Almost every modern French President has been blown off course by rebellion, though Macron initially proved more resilient than his predecessors when he was confronted with the so-called Gilets Jaunes, protesters named after their trademark hi-viz yellow vests, during his first term in the Elysee Palace.
Forged by anger at rising fuel prices and the cost of living crisis, the Gilets captured the popular imagination for a time but, leaderless and disorganised, they were eventually crushed by Macron.
The French President now has a far more formidable task, not least because he has sought to impose the pension change by decree without any vote in the National Assembly. It is a tactic that has exacerbated his reputation for being a quasi-monarchical autocrat, full of contempt for the will of the people.
His position is made even weaker by his having no broad base in France’s party system, for his En Marche movement was only created in 2017 as a vehicle to support his Presidency. Brilliant, eloquent but aloof, he is now a badly isolated figure, with his approval rating down to just 23 per cent. At the same time, nearly three quarters of the French public support the demonstrators against pension reform. But that just illustrates how deeply the culture of state-backed dependency and entitlement is woven into French life.
For all the present outrage, Macron’s changes are badly needed since the present arrangements are hopelessly unsustainable. The protestors like to hark back to a supposed golden age in the three decades after the war (‘Trentes Glorieuses’ or 30 Glorious Years), when the French state presided over healthy growth and was said to guarantee a comfortable retirement for all its citizens.
But this is just a nostalgic delusion. In truth, the effective retirement age in 1970 was 67 and male life expectancy was just 68.
The situation is very different today. Pensioners now account for a quarter of France’s population, have an average life expectancy of 82 – 20 years beyond retirement – and have £340billion-a-year spent on their support, the equivalent of 14 per cent of French GDP and far above the average in the developed world. Comparisons with Britain cannot be made directly, for in France there is no universal official pension. Instead, each payment depends on the amount paid in social security contributions, but the French state-run system tends to be significantly more generous than ours.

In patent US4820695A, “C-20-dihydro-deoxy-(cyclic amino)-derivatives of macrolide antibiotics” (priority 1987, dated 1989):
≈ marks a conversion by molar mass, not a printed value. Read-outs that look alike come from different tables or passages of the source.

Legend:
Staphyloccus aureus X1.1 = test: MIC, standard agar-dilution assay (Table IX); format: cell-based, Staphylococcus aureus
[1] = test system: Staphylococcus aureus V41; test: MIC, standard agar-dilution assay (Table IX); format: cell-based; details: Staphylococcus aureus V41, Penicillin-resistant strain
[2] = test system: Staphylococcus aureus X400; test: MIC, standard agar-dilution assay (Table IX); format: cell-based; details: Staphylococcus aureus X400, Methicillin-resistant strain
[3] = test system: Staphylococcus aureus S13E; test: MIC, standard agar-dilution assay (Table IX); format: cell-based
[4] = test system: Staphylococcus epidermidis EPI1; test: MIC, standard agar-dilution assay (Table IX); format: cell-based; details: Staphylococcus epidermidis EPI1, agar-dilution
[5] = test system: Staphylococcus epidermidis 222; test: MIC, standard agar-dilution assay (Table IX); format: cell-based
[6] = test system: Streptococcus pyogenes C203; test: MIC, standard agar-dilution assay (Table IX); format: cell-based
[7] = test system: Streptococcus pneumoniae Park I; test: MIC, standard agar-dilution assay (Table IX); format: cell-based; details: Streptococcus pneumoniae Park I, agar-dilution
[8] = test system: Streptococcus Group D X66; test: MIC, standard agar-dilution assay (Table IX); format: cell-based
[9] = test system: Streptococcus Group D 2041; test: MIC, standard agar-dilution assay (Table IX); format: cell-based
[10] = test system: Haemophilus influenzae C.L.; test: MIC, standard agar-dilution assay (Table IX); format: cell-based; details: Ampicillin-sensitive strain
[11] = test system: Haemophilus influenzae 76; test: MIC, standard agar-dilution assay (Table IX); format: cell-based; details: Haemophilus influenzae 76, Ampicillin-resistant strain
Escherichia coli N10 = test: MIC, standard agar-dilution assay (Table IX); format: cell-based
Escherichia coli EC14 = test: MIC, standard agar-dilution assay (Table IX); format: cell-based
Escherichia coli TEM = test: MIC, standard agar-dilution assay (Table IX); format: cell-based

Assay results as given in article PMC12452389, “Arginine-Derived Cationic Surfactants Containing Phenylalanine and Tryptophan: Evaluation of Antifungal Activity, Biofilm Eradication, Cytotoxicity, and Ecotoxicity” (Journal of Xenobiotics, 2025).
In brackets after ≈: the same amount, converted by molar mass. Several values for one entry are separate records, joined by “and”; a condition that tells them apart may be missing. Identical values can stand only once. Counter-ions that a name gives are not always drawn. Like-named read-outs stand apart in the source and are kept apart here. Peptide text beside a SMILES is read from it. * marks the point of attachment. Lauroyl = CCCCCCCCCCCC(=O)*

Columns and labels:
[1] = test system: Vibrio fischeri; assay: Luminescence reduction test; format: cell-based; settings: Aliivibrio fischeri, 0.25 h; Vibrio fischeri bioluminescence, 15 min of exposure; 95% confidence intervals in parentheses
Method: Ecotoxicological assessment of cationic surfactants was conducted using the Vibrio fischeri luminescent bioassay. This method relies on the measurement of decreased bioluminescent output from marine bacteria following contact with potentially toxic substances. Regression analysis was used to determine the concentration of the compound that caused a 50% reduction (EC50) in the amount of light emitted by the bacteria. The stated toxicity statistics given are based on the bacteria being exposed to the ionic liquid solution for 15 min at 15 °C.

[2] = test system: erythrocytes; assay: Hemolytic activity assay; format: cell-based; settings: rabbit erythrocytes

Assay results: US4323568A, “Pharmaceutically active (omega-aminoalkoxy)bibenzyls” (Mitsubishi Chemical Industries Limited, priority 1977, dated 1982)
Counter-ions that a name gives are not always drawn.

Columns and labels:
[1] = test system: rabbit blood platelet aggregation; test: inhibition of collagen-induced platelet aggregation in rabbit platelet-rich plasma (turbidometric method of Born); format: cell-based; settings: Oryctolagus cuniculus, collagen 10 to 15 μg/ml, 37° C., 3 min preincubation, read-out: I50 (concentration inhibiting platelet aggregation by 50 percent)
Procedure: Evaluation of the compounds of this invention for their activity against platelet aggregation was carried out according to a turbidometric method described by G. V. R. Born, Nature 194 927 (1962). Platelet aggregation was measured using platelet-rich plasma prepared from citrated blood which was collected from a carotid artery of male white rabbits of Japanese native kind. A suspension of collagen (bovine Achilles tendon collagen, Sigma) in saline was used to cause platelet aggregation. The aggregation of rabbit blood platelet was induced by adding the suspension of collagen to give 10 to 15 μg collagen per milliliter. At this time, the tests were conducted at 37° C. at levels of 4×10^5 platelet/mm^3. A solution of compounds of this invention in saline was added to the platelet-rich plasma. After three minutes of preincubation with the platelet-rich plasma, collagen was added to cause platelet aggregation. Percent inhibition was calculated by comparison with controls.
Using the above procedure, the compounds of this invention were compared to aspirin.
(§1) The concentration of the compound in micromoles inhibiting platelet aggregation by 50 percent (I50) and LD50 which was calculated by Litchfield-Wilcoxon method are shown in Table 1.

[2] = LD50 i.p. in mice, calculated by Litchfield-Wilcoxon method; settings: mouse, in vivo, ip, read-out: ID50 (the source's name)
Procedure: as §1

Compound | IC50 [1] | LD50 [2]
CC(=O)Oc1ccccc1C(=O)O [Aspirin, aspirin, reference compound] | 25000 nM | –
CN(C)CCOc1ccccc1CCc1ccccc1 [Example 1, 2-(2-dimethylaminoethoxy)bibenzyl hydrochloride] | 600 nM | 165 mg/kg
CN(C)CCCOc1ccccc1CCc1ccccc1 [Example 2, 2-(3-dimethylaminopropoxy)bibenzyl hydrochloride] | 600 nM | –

On average, French pensioners receive 74 per cent of their pre-retirement earnings, whereas the figure is just 58 per cent for the United Kingdom. In monetary terms, the average French pension is roughly £1,330 per month, whereas in Britain the full state pension will go up to £203.85 a week in April – the equivalent of £816-a-month.
But this Gallic generosity will ultimately lead to disaster unless it is checked. Putting back the retirement age and extending the period that workers make contributions could raise an additional £18billion, whereas the pensions budget is likely to have an annual deficit of over £12billion before the end of the decade if there is no change.
In the longer-term the picture is even more dire. By the middle of this century, it is estimated that, on present trends, six employed people in France will have to pay for five pensioners. ‘If we don’t enact these reforms, the French system is in danger,’ says President Macron. But those words could be applied across the entire French public sector, which is too large and uncompetitive.
Central government spending in France is worth 59 per cent of GDP, the highest level in Europe, and far more than in Britain (48.4 per cent) and Ireland (just 24.8 per cent).
In the same vein, the state payroll, at 22 per cent of the national workforce – compared to 17 per cent in Britain – is woefully uncompetitive. Reports of spectacular waste are common, like the mismanagement at a Justice Minister’s office which had 22 chauffeurs for a staff of 17 or the group of 30 civil servants in Toulon who were paid their salaries for 25 years for literally doing nothing after the water industry in their city was privatised.
This is the world that Macron pledged to transform but has so far failed to do so. If he wants to leave a worthwhile legacy and avoid becoming a lame duck President now that he is in his second and final term, he must recapture his original, radical spirit.
His only hope now is to stand firm. Surrender would condemn his Presidency to failure – and his nation to penury.